PCC were seeded in 96-well plates to reach confluence overnight and were left untreated or preincubated with 10 ng/ml hTNF-α, hIL-1α, or hIL-1β for 24 h. Triplicates for each assay condition were conducted. NK cells were washed and labeled with 0.5 μM CFSE (Vybrant Cell Tracer Kit; Invitrogen) in PBS for 30 min at 37°C in the dark. Immediately before the assay, the plate containing PCC was washed and kept at room temperature for 30 min with the anti-pig VCAM (pVCAM)-1 3F4 (Alexion Pharmaceuticals, Cheshire, CT), the anti–hICAM-1 15.2 (Abd Serotec, Oxford, U.K.), which cross-reacts with pICAM-1, and the isotype control Ab in designated wells at 2× concentration (10 μg/ml). For assessing the participation of LFA-1, some labeled NK92 C1 cells were preincubated with anti–LFA-1 Ab (TS1/18; BioLegend, San Diego, CA) or the isotype control IgG MOPC21 (Sigma) for 10 min at room temperature. Afterward, the plate was washed and the labeled cells were added to PCC at different E:T ratios. The start fluorescence was measured with cytofluorometer Victor2 (PerkinElmer, Turku, Finland) at 485/535 nm after spinning the plate for 2 s at 300 rpm without brake. The cells were then incubated together for 30 min at 37°C. For the conditions including Abs, these were present during the adhesion assay at a final concentration of 5 μg/ml. The assay was terminated by washing the cells and adding 100 μl IMDM or HBSS to each well. Fluorescence was then determined with the cytofluorometer. The percentage of adhesion was calculated by dividing the end values with its corresponding start values and multiplying by 100.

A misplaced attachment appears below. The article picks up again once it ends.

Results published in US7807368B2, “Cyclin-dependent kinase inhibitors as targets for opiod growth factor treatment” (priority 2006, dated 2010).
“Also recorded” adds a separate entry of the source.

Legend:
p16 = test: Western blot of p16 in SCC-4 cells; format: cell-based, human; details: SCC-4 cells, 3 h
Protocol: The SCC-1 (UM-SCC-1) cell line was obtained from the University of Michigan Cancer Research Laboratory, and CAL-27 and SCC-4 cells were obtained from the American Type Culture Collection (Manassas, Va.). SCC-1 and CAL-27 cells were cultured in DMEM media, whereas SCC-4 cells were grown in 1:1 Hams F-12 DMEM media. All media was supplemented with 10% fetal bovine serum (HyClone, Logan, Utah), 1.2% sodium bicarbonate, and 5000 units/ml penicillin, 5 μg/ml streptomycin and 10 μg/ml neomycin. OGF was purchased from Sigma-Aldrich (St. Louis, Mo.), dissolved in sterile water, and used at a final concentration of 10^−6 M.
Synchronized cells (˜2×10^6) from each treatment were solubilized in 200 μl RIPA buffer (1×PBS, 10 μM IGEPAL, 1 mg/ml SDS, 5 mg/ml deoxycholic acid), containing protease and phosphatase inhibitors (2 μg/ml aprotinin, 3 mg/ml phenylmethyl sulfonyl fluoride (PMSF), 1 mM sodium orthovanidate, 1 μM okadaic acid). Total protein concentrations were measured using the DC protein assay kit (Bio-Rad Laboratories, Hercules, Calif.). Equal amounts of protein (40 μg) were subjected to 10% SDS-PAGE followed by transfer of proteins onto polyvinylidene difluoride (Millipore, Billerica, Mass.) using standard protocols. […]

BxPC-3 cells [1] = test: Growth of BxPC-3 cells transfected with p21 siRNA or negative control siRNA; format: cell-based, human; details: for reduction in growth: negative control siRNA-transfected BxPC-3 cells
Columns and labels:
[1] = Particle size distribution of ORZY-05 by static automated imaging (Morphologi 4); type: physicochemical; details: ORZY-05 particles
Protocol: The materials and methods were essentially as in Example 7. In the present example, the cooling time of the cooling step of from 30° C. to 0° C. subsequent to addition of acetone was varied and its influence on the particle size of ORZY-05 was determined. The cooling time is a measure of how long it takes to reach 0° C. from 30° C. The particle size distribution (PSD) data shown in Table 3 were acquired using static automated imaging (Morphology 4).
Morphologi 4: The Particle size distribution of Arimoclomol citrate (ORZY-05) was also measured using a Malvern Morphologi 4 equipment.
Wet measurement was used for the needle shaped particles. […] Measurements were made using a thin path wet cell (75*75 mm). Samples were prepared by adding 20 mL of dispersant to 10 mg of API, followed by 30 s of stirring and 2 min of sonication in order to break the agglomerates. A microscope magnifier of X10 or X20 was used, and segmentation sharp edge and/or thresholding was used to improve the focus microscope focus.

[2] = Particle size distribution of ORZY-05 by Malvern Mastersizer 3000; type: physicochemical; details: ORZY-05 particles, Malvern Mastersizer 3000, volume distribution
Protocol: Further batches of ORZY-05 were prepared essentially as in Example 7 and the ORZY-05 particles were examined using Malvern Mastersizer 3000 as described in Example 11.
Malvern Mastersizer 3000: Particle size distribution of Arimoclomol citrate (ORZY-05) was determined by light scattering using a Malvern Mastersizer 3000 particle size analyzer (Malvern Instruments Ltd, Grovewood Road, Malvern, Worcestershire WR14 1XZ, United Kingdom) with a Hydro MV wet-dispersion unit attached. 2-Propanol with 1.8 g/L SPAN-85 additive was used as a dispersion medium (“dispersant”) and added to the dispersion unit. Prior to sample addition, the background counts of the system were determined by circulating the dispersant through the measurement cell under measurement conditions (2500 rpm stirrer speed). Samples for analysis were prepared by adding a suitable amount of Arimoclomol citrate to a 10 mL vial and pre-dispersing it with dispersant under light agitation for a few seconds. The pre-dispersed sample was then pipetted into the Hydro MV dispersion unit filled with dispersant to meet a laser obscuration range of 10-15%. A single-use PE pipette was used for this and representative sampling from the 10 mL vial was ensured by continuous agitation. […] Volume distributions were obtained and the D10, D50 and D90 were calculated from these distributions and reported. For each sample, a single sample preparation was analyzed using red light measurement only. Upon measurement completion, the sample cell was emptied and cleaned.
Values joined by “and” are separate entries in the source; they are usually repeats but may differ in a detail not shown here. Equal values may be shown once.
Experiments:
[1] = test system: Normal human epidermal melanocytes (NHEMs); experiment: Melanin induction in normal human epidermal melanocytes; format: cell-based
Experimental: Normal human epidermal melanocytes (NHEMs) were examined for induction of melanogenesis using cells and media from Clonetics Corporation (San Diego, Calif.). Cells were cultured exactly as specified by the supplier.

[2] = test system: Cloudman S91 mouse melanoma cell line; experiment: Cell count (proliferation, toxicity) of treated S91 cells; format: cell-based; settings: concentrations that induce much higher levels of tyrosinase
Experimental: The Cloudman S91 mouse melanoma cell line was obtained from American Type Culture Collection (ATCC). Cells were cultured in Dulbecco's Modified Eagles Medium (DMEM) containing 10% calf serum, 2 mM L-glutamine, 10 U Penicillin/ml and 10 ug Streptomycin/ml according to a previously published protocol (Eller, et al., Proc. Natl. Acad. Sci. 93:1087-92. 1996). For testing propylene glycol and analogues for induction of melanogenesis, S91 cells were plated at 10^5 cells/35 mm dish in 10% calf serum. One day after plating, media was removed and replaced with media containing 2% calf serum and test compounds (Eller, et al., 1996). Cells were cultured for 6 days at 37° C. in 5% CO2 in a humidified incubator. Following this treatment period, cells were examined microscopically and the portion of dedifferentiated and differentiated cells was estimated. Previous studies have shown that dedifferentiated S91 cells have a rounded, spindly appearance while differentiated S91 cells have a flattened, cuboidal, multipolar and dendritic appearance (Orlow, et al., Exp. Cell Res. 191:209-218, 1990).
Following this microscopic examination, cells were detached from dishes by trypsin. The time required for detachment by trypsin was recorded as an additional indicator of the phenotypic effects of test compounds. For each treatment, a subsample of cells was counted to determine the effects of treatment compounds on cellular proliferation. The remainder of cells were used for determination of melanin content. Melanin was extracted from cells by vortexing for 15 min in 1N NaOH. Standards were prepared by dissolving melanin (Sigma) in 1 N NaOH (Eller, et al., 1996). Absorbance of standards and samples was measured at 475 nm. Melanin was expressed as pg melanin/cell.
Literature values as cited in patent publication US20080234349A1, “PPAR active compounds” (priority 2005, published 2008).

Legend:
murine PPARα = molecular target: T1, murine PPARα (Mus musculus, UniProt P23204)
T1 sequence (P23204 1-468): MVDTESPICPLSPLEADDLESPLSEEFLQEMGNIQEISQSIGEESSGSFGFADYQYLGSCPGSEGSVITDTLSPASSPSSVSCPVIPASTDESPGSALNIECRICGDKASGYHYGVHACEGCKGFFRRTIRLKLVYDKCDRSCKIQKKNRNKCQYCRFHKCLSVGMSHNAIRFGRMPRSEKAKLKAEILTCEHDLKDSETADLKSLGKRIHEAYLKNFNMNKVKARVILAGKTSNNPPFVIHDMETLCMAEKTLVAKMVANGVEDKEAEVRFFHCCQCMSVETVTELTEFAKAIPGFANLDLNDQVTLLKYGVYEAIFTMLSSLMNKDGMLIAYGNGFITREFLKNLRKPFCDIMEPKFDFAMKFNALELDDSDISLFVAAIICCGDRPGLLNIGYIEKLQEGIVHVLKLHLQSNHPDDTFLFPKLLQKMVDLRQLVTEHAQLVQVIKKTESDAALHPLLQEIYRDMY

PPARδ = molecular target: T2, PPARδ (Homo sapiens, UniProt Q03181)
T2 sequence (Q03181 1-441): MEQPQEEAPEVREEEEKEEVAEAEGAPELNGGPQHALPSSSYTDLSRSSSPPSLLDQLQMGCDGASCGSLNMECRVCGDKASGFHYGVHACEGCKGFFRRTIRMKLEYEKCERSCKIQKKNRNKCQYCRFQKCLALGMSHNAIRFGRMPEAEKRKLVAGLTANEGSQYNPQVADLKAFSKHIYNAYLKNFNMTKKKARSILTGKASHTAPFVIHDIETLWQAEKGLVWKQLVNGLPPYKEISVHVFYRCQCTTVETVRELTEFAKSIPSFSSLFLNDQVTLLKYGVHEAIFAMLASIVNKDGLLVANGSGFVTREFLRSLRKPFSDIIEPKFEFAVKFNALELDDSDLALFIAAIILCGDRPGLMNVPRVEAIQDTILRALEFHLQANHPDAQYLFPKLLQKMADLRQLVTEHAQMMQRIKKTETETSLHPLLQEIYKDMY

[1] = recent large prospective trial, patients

The cytotoxic activity of human NK cells, freshly isolated or IL-2 activated, and NK92 cells was assessed in 4-h [51Cr]-release assay. PCC and PAEC were detached from the culture flask using cell TripLE Express (Invitrogen), cell dissociation buffer (Invitrogen), or a combination of both. Then 5 × 105 PCC or PAEC were labeled for 1 h at 37°C with 100 μCi (3.7 MBq) [51Cr] as sodium chromate (Hartmann Analytik, Braunschweig, Germany). The target cells were subsequently washed twice with IMDM/10% FBS and added to the NK cells, which were previously washed to avoid any traces of human serum. Triplicates for each assay condition were set in round-bottom 96-well plates in a final volume of 200 μl/well. When multiple E:T ratios were used, the effector cells were plated in serial dilution before the labeled target cells were added. For assessing cytotoxicity mediated by Ab, the assay was identically conducted, but the target cells were preincubated for 30 min at room temperature with IMDM/10% heat-inactivated human serum (PromoCell) before labeling. For the blocking experiments, NK cells were preincubated for 30 min at room temperature with 10 μg/ml blocking Abs specific for NKG2D (clone #149810; R&D Systems), NKp44 (p44/8, IOTest; Beckman Coulter GmbH, Krefeld, Germany), NKp30 (clone p30-15) (28), and NKp46 (Clone 9E2, IOTest; Beckman Coulter GmbH). During the coincubation of target and effector cells, the isotype control Ab was used alone at 10 or at 5 μg/ml when combined with the blocking Abs also at a final concentration of 5 μg/ml. The maximum release was determined by incubating the target cells with 1% Triton X-100, whereas the spontaneous release was assessed by incubating the labeled PCC with medium alone. After 4 h of coculture at 37°C and 5% CO2, the assay was stopped and the supernatants were collected. The [51Cr] release was analyzed on a gamma counter, and the percentage of specific lysis was calculated as ([experimental release − spontaneous release]/[maximum release − spontaneous release]) × 100.